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Looking for Catholic love in a locked down world

By 
  • February 11, 2021

Online dating as a Catholic has always been tough for Lisa van der Wilt and the global pandemic hasn’t made it any easier.

Since breaking up with her boyfriend of nearly a year last November, she’s been back on the virtual social scene, searching for someone with whom she can share romance and her religious values. It’s the latter that affected her relationship.

She met her now ex in December 2019 on Facebook Dating. Most of their courtship took place during the pandemic but it wasn’t the global situation that split them apart. Ultimately, they wanted different things. She wanted a big Catholic family. He didn’t.

Active on various dating sites, courtship, she says, with limited physical interactions in the middle of a lockdown, means Valentine’s Day date night options are pretty slim.

“The biggest low is that even if you’ve created a bond with someone, you still can’t do in-person things,” said van der Wilt, a 20-year-old registered doula (a trained labour companion for expectant mothers) from the Niagara region. “Not that you have many options to do in-person things anyway with everything that’s going on.”

Thankfully for van der Wilt, she isn’t the only Catholic online looking for love. Christian Mingle, a Christian-specific dating platform with reportedly over 15 million customers, has seen a five-per-cent increase in Canadian users throughout the pandemic. Members can choose to specify their denomination, and although about half of the people on the app choose not to specify, 14 per cent of all members identify as Catholic, highest of all denominations. In Canada the numbers are even higher at 18 per cent.

On most apps open to all regardless of religion, users are encouraged to specify their spiritual beliefs if finding a partner to share that with is important to them. On Bumble, a top dating platform best known for empowering women to make the first move in conversation, users are able to select badges and filters to indicate values, lifestyle choices such as religion, politics, fitness and more, right on their profile.

The rise of virtual dating is one of the biggest ways the dating landscape has shifted since the outbreak of the pandemic. The Bumble community leaned heavily into the voice call and video chat features launched in 2019. These options allow users to go on “pre-dates” to get to know each other better in a safe way during a time of social distancing. Bumble reports video calls increased by more than 70 per cent during the first few months of social distancing.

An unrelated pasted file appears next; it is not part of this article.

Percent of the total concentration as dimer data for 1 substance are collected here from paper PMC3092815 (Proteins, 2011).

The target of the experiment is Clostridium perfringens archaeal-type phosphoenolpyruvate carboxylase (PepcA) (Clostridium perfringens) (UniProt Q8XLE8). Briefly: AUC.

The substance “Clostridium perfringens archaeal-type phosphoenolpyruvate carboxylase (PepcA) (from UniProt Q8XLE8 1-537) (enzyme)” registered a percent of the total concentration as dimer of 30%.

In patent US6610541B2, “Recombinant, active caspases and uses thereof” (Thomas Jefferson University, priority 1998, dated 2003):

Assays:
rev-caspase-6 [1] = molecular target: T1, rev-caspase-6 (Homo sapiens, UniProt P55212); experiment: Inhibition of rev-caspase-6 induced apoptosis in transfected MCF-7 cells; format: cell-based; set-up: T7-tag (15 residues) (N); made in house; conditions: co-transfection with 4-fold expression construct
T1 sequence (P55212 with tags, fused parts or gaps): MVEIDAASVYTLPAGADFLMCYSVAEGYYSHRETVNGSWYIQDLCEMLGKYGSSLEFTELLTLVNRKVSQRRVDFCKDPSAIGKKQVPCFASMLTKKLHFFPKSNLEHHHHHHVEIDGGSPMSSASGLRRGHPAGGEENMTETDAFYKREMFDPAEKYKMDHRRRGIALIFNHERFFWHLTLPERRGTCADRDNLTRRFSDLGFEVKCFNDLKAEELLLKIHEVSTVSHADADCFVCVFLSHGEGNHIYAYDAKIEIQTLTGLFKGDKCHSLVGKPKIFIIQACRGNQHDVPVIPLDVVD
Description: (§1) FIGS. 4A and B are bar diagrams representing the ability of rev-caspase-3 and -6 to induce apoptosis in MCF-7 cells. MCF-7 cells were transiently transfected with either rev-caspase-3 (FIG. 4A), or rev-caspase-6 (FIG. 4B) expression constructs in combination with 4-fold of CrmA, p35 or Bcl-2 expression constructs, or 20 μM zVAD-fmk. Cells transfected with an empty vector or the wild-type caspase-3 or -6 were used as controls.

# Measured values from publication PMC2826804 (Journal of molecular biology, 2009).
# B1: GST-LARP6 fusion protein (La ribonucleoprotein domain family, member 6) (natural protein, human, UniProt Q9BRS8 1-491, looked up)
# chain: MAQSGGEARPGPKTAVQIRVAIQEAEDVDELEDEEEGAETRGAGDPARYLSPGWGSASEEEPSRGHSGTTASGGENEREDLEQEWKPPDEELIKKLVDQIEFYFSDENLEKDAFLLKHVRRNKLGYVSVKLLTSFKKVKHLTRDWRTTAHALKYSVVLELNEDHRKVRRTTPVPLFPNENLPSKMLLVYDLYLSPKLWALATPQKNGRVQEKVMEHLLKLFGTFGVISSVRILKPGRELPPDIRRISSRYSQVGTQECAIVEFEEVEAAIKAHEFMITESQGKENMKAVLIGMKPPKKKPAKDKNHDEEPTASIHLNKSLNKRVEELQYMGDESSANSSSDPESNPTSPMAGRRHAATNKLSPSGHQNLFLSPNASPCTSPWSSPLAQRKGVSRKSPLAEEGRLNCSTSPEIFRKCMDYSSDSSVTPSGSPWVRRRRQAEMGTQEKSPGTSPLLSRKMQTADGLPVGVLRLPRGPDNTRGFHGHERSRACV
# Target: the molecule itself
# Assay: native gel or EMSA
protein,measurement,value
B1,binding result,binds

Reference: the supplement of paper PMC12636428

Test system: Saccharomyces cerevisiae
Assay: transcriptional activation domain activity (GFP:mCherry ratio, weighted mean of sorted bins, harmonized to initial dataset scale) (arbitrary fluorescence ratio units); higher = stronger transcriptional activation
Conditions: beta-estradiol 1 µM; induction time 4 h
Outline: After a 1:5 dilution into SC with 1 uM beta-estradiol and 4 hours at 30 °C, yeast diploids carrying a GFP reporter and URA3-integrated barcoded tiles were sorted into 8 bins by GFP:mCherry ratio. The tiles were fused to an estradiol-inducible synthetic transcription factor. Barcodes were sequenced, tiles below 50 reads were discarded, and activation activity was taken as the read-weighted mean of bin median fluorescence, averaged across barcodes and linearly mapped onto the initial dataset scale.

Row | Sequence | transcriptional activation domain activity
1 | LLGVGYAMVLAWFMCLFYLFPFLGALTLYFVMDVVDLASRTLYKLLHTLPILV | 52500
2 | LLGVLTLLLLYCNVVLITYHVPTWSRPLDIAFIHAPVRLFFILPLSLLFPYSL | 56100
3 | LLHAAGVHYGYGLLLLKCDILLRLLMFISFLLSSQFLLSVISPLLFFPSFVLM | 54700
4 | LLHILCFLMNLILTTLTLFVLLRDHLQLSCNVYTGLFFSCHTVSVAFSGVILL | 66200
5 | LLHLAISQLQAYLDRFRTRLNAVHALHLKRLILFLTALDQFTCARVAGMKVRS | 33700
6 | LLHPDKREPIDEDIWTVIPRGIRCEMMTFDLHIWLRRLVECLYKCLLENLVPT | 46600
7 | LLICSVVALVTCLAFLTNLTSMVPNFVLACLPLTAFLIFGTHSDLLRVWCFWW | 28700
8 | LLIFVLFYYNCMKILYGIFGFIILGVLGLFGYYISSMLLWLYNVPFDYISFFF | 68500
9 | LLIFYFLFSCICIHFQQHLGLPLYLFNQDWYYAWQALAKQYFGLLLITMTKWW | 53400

“We’re seeing that there’s still a sense of hope and optimism in meeting someone new right now,” a Bumble spokesperson said in an e-mail exchange with The Catholic Register. “In fact, we’re expecting dating to ramp up with 86 per cent of Canadian daters indicating that they are planning to use dating apps just as much as they do now, if not more through Valentine’s Day 2021. This shows that people are feeling ready to be more intentional about finding a partner after experiencing months of loneliness and isolation during social distancing.”

Dating sights are reporting that “slow dating” is another trend that has emerged during the pandemic giving couples a longer time to get to know each other, mitigating the risk of spreading COVID-19 and possibly preventing unnecessary heartbreak in the long run.

“I actually think that Christian dating in particular benefits from this change of pace,” said Sophie Watson, senior PR manager at Christian Mingle. “It means singles have a great opportunity to chat to each other online and really get to know each other’s personalities before meeting in real life. It gives singles a chance to explore spiritual and emotional connections before addressing the matter of physical attraction rather than after.”

Van der Wilt continues to be encouraged by those in her life who found love online, including her sister who met her boyfriend online earlier this year. While she looks forward to opportunities to socialize with other singles at in-person events when the pandemic is over, for now, like millions of others in lockdown, her virtual quest goes on. 

Van der Wilt, who lives in a multigenerational household which includes her 91-year-old grandmother, has had to be extra careful about staying safe. She regrets not having “listened to her gut” when she first connected with her ex and had reservations on whether or not their future goals aligned.

“I just want someone that would like to go to Mass and you know, wants to pray,” said van der Wilt. “I’m not saying I’m the best at all of that, I just need someone whose morals kind of align with mine.”

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